My daughter and I were sitting in our favorite local “vegetarian friendly” diner today. It has haphazard vintage tables strung together, serves all day breakfast to college students, hungover hipsters, and whatever other slices of humanity walk in the door. Growlers, grits, and gluten-free vegan tempeh dishes are all served up amid conversing diners sporting rainbow shades of hair which, in winter, are frequently topped with all forms of hats. There is clearly no dress code: diners wear whatever they feel like, exuding individuality. Breakfast, lunch, and dinner are simultaneously served. Fluidity comes in all forms here, from bottomless coffee to local brews to non-binary gender expression.

Did I mention it’s one of my favorite places in town?

We sat down and read through the menu, considering all the vegetarian possibilities. My daughter is adamantly claiming her vegetarian identity these days, so these outings offer good practice for encountering a range of culinary options. I ordered a vegan curried “chicken” salad wrap. Although she stuck with time-honored grilled cheese and french fries this visit, her options widened a bit more for the future. She was more relaxed and at peace with simply being herself than I have seen her in a long time.

Truthfully, it was more than a desire for flesh-free eating that compelled me to suggest our lunch visit today. I am wearied, saddened, and unsettled in my soul by the tragic deaths of beautiful young people like Leelah Alcorn. Whether judged by gender expression, sexual orientation, or other diverse facets of personhood, some beautiful young adults are forced into unsettling hopelessness. I am a social worker who has worked as a grief therapist, so I fully understand the role of mental health challenges that impact suicidality. But, I also agree with Leelah’s last words: society has to change.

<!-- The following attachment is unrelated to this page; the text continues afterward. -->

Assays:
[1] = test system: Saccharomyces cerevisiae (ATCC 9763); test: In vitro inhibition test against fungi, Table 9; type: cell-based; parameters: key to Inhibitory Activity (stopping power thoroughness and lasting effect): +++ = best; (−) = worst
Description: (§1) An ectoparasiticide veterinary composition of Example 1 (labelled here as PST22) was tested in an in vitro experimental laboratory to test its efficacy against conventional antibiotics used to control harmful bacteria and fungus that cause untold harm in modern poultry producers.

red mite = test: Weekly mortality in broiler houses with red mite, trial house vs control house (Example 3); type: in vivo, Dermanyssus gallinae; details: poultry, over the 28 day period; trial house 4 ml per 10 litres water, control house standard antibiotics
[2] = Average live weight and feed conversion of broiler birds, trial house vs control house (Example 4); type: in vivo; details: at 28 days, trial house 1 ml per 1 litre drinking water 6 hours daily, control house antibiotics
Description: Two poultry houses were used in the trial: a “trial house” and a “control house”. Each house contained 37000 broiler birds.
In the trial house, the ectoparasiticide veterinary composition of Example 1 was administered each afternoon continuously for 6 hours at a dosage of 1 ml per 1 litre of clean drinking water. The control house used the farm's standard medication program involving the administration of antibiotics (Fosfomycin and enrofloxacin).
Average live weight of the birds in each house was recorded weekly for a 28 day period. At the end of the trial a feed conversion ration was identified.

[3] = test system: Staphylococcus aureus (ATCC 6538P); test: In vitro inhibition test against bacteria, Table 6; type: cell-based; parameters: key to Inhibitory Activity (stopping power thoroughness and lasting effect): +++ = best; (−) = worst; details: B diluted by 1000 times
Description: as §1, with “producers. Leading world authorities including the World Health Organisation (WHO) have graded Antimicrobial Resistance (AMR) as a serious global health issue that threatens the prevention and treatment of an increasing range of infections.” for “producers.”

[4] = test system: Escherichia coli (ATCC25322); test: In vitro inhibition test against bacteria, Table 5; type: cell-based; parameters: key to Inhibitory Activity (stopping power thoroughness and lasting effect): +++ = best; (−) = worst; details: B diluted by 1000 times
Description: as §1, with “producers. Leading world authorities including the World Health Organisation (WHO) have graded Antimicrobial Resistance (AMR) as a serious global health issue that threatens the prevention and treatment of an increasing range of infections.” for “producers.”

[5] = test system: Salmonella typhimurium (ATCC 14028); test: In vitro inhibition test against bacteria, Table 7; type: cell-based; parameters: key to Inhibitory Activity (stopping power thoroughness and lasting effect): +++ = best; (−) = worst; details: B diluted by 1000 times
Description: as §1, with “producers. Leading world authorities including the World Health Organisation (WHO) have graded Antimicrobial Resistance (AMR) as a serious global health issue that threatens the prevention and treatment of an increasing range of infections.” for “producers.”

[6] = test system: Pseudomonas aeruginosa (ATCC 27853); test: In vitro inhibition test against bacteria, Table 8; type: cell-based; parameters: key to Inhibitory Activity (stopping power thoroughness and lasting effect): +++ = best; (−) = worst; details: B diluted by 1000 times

While I know that changing society isn’t as simple as lunching in our hipster dive, there is a lesson to be learned here. No one was cast a funny look, not even the relatively mainstream college professor and her tween daughter. We were all seated and served, said hellos, happened to see a friend or two, sat amid strangers and asked for ketchup from a table with two bottles when our table had none…and it was gladly shared. It’s a sub-culture of sharing and acceptance here. We talked about that openly, felt it, and lived it. If I can offer my child one thing, and one thing only, it will be this reality: you are loved and welcomed, exactly as you are. So is everyone else. That was today’s message, implicitly and explicitly.

What would the world be like if we could get over ourselves enough to read through the entire menu to see what all the options were, even if we ended up sticking with the familiar? How amazing would it be to sit and serve and sip with people who experience life so very differently from us, and yet we could share a common place that feels like home? We might even learn that our options are far wider than we ever realized on our own, and find others who seem so different on the surface, but also love the same things we love.

There is another place where this level of radical love and welcome can happen. The Church has that potential, even if we have not always lived into it. I am committed to creating it, living it and nurturing it into being. Radical hospitality, grace, welcome, communion: we can choose to feed others and be fed in a place of welcome. We can choose to be that place of radical welcome.

Being unsettled has a purpose: it’s the harbinger of necessary change that is ready to be set free. We will be unsettled until we can stop judging, until we can stop fearing.

Yes: Society has to change. Church has to change.

Yes: Society has to be forgiven. Church has to be forgiven.

We must learn to share, to serve, and to trust the radically perfect love and welcoming grace of God. We simply need to see it, live it, experience it reflected in the amazing and vibrant diversity of all who surround us.

It is in that radical love and grace where my unsettled spirit can rest tonight.

About harasprice

Professor of Social Work and Priest in The Episcopal Church, parent, teacher, learner, writer, advocate, and grateful traveller along this journey through life
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